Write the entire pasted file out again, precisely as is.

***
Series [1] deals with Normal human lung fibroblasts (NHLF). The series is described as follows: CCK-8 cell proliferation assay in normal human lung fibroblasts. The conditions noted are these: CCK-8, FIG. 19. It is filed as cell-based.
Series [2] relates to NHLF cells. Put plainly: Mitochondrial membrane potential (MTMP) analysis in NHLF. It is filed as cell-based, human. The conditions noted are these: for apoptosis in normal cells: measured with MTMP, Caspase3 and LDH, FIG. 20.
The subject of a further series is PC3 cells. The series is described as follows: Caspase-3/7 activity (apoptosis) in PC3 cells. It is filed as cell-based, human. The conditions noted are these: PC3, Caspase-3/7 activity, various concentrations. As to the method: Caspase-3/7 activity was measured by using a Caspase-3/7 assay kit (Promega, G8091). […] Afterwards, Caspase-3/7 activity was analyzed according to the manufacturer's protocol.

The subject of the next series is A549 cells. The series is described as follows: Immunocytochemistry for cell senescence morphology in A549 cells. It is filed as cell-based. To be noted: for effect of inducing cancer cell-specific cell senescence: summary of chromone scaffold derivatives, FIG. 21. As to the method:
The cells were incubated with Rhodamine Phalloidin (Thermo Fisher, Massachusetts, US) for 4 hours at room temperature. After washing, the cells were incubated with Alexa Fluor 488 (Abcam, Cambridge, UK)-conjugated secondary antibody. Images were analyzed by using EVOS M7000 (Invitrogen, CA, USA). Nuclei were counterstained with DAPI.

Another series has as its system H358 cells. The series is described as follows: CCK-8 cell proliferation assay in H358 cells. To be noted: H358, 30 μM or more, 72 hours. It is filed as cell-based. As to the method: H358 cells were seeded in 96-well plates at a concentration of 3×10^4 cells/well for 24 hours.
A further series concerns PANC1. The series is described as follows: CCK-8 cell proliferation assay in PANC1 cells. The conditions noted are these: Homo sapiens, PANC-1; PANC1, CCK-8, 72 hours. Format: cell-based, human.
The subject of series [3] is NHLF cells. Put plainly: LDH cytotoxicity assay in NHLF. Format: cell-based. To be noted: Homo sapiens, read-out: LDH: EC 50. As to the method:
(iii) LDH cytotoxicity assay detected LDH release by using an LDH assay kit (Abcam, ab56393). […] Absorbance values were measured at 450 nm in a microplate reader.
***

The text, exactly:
Series [1] deals with Normal human lung fibroblasts (NHLF). The series is described as follows: CCK-8 cell proliferation assay in normal human lung fibroblasts. The conditions noted are these: CCK-8, FIG. 19. It is filed as cell-based.
Series [2] relates to NHLF cells. Put plainly: Mitochondrial membrane potential (MTMP) analysis in NHLF. It is filed as cell-based, human. The conditions noted are these: for apoptosis in normal cells: measured with MTMP, Caspase3 and LDH, FIG. 20.
The subject of a further series is PC3 cells. The series is described as follows: Caspase-3/7 activity (apoptosis) in PC3 cells. It is filed as cell-based, human. The conditions noted are these: PC3, Caspase-3/7 activity, various concentrations. As to the method: Caspase-3/7 activity was measured by using a Caspase-3/7 assay kit (Promega, G8091). […] Afterwards, Caspase-3/7 activity was analyzed according to the manufacturer's protocol.

The subject of the next series is A549 cells. The series is described as follows: Immunocytochemistry for cell senescence morphology in A549 cells. It is filed as cell-based. To be noted: for effect of inducing cancer cell-specific cell senescence: summary of chromone scaffold derivatives, FIG. 21. As to the method:
The cells were incubated with Rhodamine Phalloidin (Thermo Fisher, Massachusetts, US) for 4 hours at room temperature. After washing, the cells were incubated with Alexa Fluor 488 (Abcam, Cambridge, UK)-conjugated secondary antibody. Images were analyzed by using EVOS M7000 (Invitrogen, CA, USA). Nuclei were counterstained with DAPI.

Another series has as its system H358 cells. The series is described as follows: CCK-8 cell proliferation assay in H358 cells. To be noted: H358, 30 μM or more, 72 hours. It is filed as cell-based. As to the method: H358 cells were seeded in 96-well plates at a concentration of 3×10^4 cells/well for 24 hours.
A further series concerns PANC1. The series is described as follows: CCK-8 cell proliferation assay in PANC1 cells. The conditions noted are these: Homo sapiens, PANC-1; PANC1, CCK-8, 72 hours. Format: cell-based, human.
The subject of series [3] is NHLF cells. Put plainly: LDH cytotoxicity assay in NHLF. Format: cell-based. To be noted: Homo sapiens, read-out: LDH: EC 50. As to the method:
(iii) LDH cytotoxicity assay detected LDH release by using an LDH assay kit (Abcam, ab56393). […] Absorbance values were measured at 450 nm in a microplate reader.